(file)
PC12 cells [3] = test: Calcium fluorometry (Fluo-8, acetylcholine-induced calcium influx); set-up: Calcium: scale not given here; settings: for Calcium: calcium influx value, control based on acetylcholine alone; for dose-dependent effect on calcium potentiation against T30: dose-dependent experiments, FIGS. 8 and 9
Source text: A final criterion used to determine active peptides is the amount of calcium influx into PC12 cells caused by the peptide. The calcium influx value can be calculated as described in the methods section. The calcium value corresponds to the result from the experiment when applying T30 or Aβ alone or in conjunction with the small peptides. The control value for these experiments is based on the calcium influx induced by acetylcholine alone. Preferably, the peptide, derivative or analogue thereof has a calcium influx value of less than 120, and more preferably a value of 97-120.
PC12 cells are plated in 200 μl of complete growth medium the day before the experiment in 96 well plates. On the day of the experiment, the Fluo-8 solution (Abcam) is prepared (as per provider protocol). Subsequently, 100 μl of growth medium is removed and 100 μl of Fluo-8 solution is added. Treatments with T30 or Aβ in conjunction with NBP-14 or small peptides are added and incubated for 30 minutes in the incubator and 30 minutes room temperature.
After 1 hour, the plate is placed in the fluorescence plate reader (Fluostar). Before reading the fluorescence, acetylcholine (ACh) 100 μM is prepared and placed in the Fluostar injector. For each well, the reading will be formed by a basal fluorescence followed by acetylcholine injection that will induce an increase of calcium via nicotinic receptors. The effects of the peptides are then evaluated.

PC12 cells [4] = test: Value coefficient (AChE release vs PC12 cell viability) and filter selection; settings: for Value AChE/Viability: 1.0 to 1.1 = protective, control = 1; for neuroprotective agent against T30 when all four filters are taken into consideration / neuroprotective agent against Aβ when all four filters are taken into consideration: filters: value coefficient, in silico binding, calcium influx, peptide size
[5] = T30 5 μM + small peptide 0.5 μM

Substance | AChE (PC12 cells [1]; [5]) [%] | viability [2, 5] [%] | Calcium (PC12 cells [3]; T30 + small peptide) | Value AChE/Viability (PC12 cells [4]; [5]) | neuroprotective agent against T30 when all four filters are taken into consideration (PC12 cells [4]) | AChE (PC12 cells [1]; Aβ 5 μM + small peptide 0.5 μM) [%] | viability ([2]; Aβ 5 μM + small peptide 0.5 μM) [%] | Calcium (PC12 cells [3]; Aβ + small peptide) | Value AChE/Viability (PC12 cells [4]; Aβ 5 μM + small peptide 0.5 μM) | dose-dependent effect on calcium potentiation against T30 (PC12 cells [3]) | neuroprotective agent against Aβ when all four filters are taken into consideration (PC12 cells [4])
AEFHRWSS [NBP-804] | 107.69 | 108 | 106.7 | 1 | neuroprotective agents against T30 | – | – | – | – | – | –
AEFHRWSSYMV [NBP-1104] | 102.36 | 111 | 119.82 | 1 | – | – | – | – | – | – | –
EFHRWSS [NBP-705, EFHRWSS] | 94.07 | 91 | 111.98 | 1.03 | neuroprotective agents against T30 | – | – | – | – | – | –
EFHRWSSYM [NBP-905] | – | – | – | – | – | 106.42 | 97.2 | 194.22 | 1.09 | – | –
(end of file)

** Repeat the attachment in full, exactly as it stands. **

PC12 cells [3] = test: Calcium fluorometry (Fluo-8, acetylcholine-induced calcium influx); set-up: Calcium: scale not given here; settings: for Calcium: calcium influx value, control based on acetylcholine alone; for dose-dependent effect on calcium potentiation against T30: dose-dependent experiments, FIGS. 8 and 9
Source text: A final criterion used to determine active peptides is the amount of calcium influx into PC12 cells caused by the peptide. The calcium influx value can be calculated as described in the methods section. The calcium value corresponds to the result from the experiment when applying T30 or Aβ alone or in conjunction with the small peptides. The control value for these experiments is based on the calcium influx induced by acetylcholine alone. Preferably, the peptide, derivative or analogue thereof has a calcium influx value of less than 120, and more preferably a value of 97-120.
PC12 cells are plated in 200 μl of complete growth medium the day before the experiment in 96 well plates. On the day of the experiment, the Fluo-8 solution (Abcam) is prepared (as per provider protocol). Subsequently, 100 μl of growth medium is removed and 100 μl of Fluo-8 solution is added. Treatments with T30 or Aβ in conjunction with NBP-14 or small peptides are added and incubated for 30 minutes in the incubator and 30 minutes room temperature.
After 1 hour, the plate is placed in the fluorescence plate reader (Fluostar). Before reading the fluorescence, acetylcholine (ACh) 100 μM is prepared and placed in the Fluostar injector. For each well, the reading will be formed by a basal fluorescence followed by acetylcholine injection that will induce an increase of calcium via nicotinic receptors. The effects of the peptides are then evaluated.

PC12 cells [4] = test: Value coefficient (AChE release vs PC12 cell viability) and filter selection; settings: for Value AChE/Viability: 1.0 to 1.1 = protective, control = 1; for neuroprotective agent against T30 when all four filters are taken into consideration / neuroprotective agent against Aβ when all four filters are taken into consideration: filters: value coefficient, in silico binding, calcium influx, peptide size
[5] = T30 5 μM + small peptide 0.5 μM

Substance | AChE (PC12 cells [1]; [5]) [%] | viability [2, 5] [%] | Calcium (PC12 cells [3]; T30 + small peptide) | Value AChE/Viability (PC12 cells [4]; [5]) | neuroprotective agent against T30 when all four filters are taken into consideration (PC12 cells [4]) | AChE (PC12 cells [1]; Aβ 5 μM + small peptide 0.5 μM) [%] | viability ([2]; Aβ 5 μM + small peptide 0.5 μM) [%] | Calcium (PC12 cells [3]; Aβ + small peptide) | Value AChE/Viability (PC12 cells [4]; Aβ 5 μM + small peptide 0.5 μM) | dose-dependent effect on calcium potentiation against T30 (PC12 cells [3]) | neuroprotective agent against Aβ when all four filters are taken into consideration (PC12 cells [4])
AEFHRWSS [NBP-804] | 107.69 | 108 | 106.7 | 1 | neuroprotective agents against T30 | – | – | – | – | – | –
AEFHRWSSYMV [NBP-1104] | 102.36 | 111 | 119.82 | 1 | – | – | – | – | – | – | –
EFHRWSS [NBP-705, EFHRWSS] | 94.07 | 91 | 111.98 | 1.03 | neuroprotective agents against T30 | – | – | – | – | – | –
EFHRWSSYM [NBP-905] | – | – | – | – | – | 106.42 | 97.2 | 194.22 | 1.09 | – | –